Native Americans did not submit easily to colonization by European powers, and many indigenous societies put up fierce resistance to the colonizers' attempts to take over their lands and resources. In some cases, native peoples were able to successfully defend their territories and maintain their independence, while in others they were able to negotiate favorable terms with the colonizers.
However, in many cases, native peoples were not able to successfully resist colonization, and they were subjected to violence, exploitation, and displacement by the colonizers. One factor that contributed to the ability of the European powers, particularly Spain, to take over much of the Americas was the devastating impact of European diseases on the indigenous populations.
The high mortality rates caused by these diseases, combined with the violence and exploitation of the colonizers, contributed to the weakening of native societies and made it easier for the Europeans to take control.

Native vs. European Views

Native AmericansSocietyEuropeans
Regarded the land as the source of life, not as a commodity to be sold.View of LandBelieved that the land should be tamed and in private ownership of land.
Thought of the natural world as filled with spirits. Some believed in one supreme being.Religious BeliefsThe Roman Catholic Church was the dominant religious institution in western Europe. The pope had great political and spiritual authority.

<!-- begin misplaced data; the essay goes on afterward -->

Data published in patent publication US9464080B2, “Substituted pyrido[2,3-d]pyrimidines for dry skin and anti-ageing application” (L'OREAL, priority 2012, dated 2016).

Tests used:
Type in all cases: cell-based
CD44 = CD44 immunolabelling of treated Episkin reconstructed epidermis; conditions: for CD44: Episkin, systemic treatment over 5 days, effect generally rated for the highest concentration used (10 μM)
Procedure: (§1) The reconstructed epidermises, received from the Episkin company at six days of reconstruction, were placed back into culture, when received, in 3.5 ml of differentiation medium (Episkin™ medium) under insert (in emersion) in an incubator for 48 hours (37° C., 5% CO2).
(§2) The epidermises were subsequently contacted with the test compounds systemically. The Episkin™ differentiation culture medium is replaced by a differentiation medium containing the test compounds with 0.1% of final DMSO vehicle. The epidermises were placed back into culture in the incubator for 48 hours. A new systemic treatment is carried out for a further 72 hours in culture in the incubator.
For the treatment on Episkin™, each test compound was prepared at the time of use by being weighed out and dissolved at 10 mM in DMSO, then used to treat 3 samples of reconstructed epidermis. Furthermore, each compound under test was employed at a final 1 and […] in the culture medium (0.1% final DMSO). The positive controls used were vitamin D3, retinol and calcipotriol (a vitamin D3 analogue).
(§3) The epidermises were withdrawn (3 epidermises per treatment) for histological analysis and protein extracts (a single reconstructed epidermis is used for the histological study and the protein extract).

Bonds of kinships ensured the continuation of tribal customs. The basic unit of organization among all Native American groups was the family, which included aunts, uncles, cousins, and other relatives.Social OrganizationEuropeans respected kinship, but the extended family was not as important to them. Life centered around the nuclear family (father and mother and their children).
Assignments were based on gender, age, and status. Depending on the region, some women could participate in the decision-making process.Division of LaborMen generally did most of the field labor and herded livestock. Women did help in the fields, but they were mostly in charge of child care and household labor.

Practice Short Essay Set (SEQ)

On the AP US History examination in May, you will be given three short answer questions, where you will be asked to analyze historians' interpretations, historical sources, and propositions about history. Take a shot at the following unit one question once you review the next study guide about the Atlantic slave trade:

Schomburg Center for Research in Black Culture, Photographs and Prints Division, The New York Public Library

  1. Briefly explain one event that gave rise to the labor system portrayed in the picture.
  2. Briefly explain another event that gave rise to the labor system portrayed in the picture.
  3. Briefly explain how the scene impacted the Atlantic World.

Try not to look below until you write answers to the above questions! The following are possible answers to elaborate upon for numbers one and two:
  • Failure of the encomienda system
  • diseases killed off Native American labor force
  • Columbian Exchange increased the need for the exchange of goods and therefore increased the demand for labor in the New World
  • Slave trade becoming profitable as demand grew.
The following are possible key ideas that you could discuss for number three:
  • Brought Europeans, Native Americans, and Africans into one society.
  • Increased the demand for slaves in the colonies and gave rise to the triangular trade.
  • The slave trade devastated African societies, which lost 1/5th of their fittest members. It drained Africa of at least 12 million people.